A new generation of political activists
Jorgelina Duarte and Gerónimo Ayala
are two of many young activists engaged in the five countries of the Guaraní Nation today. Both have had a Western education. To a reasonable degree, they can find their way in both worlds.
Some of these representatives are often invited to Europe for conferences by NGOs and other organisations.
In the beginning, the indigenous people were very glad to be able to raise their concerns in Europe. Today they are more skeptical. The invitations are not always altruistic, the content not always in the interests of the invitees, who feel commodified or paraded. Today, however, they self-confidently raise such concerns in advance.
Jorgelina Duarte, for example, was thrilled to be able to speak at the UN in Geneva or to discuss with a select London audience in the company of global indigenous representatives. But the trip also meant a lot of stress - a different climate, loneliness, language barriers and numerous small events with only a handful of listeners.
- Jachuka Rete- is Mby'á-Guaraní,
and delegate of the Guaraní umbrella organisation CCNAGUA, which she also represented in Europe.
Until 2019, she was vice-cacique (chief) of her community Tamandua in Misiones, Argentina, a position she resigned from due to time constraints.
She earns her living as a teacher in a bilingual Mby'á-Guaraní school.
Her grandfather, who died recently, was one of the best known spiritual leaders of the Guarani people:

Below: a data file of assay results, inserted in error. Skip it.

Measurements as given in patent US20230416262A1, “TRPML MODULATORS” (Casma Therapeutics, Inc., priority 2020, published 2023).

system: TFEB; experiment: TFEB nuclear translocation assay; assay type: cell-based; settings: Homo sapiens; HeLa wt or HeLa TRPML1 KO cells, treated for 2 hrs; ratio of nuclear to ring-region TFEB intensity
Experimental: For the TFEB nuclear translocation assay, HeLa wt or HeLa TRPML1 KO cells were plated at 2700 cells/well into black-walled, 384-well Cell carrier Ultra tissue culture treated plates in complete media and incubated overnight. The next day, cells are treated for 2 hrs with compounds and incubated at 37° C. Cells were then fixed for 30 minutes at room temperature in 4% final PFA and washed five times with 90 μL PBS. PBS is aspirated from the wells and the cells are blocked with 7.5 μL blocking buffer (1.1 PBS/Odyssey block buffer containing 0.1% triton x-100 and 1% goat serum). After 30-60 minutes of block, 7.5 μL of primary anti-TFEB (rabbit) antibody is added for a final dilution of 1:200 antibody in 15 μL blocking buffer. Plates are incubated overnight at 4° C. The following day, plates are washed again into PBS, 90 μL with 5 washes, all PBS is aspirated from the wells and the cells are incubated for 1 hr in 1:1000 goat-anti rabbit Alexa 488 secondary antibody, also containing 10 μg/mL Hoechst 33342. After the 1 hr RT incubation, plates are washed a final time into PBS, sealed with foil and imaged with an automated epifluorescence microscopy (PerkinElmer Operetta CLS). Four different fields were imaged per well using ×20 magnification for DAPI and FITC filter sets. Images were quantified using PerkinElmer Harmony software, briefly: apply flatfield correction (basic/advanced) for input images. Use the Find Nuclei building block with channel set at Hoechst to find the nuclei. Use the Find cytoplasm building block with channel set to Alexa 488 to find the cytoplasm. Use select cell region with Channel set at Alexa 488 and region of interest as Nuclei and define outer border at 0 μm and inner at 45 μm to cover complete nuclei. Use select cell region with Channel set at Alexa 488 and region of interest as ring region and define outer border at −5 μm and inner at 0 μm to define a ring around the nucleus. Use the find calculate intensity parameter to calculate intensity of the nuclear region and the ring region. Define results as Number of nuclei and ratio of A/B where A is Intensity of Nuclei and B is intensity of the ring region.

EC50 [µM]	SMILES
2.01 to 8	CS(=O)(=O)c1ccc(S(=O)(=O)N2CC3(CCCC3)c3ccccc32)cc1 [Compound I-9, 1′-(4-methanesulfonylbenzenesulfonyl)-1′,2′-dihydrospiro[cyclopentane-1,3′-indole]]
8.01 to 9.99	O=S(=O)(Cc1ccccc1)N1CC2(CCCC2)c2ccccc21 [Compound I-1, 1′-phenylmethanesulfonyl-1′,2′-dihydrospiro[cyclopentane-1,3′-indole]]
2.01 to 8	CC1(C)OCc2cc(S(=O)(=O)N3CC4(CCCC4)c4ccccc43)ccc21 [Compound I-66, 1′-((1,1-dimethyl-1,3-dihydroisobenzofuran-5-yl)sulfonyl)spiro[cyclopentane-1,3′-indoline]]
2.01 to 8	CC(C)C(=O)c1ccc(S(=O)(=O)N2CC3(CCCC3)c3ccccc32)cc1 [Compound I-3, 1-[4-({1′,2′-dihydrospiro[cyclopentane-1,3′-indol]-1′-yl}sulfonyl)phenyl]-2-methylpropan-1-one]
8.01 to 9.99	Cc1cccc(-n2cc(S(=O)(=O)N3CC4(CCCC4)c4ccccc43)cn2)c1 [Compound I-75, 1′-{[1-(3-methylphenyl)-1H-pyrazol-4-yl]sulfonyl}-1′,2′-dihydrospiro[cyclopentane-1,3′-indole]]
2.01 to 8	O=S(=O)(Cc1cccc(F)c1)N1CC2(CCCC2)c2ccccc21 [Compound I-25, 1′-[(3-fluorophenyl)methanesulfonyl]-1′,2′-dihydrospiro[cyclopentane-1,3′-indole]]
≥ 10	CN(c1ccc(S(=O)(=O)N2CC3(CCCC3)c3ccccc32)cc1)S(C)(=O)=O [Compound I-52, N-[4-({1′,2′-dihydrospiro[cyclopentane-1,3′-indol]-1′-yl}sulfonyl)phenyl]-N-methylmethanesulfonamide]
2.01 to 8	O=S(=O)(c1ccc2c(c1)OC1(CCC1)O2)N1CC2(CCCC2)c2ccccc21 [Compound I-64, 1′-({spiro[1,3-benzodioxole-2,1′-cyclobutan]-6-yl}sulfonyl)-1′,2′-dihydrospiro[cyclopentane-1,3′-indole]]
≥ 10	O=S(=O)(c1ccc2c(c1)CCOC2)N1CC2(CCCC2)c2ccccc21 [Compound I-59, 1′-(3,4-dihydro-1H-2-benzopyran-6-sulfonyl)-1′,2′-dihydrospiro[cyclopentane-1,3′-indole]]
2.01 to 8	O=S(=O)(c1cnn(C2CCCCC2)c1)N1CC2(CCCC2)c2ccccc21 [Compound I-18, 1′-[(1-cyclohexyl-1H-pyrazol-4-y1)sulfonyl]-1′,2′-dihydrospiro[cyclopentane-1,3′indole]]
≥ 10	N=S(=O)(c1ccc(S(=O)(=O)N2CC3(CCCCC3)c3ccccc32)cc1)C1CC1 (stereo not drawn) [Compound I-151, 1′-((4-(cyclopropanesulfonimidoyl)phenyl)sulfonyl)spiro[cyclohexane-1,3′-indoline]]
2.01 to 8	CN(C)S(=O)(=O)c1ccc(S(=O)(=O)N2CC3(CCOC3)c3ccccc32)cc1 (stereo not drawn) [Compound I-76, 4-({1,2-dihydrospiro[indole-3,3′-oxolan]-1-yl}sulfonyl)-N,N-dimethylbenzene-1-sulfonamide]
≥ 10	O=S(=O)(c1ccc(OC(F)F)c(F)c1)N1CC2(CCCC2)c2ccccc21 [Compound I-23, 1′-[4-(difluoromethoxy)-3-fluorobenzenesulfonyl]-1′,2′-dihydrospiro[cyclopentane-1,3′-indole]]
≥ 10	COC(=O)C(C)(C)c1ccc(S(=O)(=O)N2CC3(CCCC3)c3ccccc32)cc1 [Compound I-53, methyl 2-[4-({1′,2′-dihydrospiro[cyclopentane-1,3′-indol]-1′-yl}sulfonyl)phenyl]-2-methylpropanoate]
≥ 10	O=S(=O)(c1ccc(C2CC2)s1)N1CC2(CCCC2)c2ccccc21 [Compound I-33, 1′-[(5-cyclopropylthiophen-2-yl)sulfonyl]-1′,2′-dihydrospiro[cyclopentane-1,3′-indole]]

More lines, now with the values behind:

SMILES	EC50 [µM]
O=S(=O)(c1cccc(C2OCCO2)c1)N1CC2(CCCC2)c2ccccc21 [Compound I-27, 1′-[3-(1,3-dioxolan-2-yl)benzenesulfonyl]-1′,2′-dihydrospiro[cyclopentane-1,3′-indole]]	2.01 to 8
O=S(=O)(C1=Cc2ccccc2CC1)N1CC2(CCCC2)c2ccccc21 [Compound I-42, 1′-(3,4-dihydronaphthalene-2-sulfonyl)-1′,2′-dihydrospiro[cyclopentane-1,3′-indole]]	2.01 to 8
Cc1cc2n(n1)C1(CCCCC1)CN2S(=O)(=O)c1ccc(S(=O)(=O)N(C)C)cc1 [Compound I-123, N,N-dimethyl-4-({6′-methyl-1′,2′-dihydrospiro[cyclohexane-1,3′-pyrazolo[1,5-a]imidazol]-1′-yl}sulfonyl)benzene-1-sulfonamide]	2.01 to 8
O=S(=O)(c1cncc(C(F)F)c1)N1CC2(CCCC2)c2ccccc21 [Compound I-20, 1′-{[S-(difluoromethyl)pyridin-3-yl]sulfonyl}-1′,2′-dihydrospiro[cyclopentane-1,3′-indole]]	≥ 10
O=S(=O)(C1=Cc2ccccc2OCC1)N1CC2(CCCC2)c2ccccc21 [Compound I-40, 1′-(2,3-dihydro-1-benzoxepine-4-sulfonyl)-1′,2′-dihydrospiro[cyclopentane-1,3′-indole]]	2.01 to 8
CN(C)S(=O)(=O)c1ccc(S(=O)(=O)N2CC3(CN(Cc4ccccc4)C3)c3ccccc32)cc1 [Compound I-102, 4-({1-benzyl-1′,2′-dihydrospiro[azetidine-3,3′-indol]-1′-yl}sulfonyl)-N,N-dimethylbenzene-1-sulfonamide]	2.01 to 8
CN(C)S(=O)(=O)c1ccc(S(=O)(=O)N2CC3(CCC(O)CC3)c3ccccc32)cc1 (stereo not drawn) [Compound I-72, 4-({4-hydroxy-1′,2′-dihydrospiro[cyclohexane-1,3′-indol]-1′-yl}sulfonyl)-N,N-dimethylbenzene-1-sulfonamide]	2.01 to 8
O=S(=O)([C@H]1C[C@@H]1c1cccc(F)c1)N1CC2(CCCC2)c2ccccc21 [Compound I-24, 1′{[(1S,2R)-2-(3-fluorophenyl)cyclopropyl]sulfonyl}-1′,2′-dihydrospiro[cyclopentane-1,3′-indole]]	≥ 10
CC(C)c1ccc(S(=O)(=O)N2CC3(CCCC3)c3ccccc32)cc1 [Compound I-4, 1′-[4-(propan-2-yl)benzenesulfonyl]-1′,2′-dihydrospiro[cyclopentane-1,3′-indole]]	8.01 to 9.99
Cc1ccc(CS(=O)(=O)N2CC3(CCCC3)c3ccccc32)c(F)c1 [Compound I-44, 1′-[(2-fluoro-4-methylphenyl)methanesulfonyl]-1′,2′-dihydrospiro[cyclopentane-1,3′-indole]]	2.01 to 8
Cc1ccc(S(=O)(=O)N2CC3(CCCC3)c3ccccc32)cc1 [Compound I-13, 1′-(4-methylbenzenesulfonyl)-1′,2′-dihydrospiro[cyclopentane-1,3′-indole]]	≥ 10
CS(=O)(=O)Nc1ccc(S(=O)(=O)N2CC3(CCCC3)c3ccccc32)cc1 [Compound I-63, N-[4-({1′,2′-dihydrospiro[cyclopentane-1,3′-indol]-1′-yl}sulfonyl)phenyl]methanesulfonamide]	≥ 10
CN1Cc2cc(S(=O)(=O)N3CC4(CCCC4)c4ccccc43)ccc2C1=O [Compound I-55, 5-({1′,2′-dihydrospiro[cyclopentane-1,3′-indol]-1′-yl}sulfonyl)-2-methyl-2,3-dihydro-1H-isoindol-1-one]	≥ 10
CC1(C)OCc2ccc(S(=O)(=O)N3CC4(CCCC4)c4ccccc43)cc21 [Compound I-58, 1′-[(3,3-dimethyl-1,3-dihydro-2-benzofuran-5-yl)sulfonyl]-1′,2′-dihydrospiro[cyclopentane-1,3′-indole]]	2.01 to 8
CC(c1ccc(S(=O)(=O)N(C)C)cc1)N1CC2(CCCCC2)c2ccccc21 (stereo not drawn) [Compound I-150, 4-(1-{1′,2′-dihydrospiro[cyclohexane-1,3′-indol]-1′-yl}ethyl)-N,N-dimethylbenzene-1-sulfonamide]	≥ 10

"We are not poor because we don't have what we don't need anyway.
She misses him very much.
Nevertheless, her presence was a chief reason why a single major benefactor jumped on board with an NGO to buy another piece of forest for a resettlement of some Mby'á-Guaraní communities. Yet this is not so easy in the corrupt jungle of the Argentine business world and its legislation and she is now being dragged into the mess against her will, which strengthens her critical attitudes towards such "begging tours". She prefers to demand her legally guaranteed indigenous rights and to network internationally with other indigenous peoples and young people.
Beginning in 2020, shortly before Argentina's Corona lockdown, she recounts her encounters with and in Europe, in her village Tamandua.
from Carlos Marinez Sarasola
Thanks to the young Mby'á-Guaraní
who shot some video sequences of her village Tamandua and made them freely available. She is studying "visual arts" at the University of Obera.
Gerónimo narrowly lost his elections to the Paraguayan Senate, but more significantly, he founded the first indigenous party and gained political awareness and recognition from both sides - including white people.
is Mby'a-Guaraní, the first indigenous architect,
Founder of the first indigenous party in Paraguay,
In the elections in April 2018, he ran for the Senate but just missed the necessary 50,000 votes.
He also became a representative of a new indigenous activist generation in the Paraguayan
Forum GRAMO: "View into the future".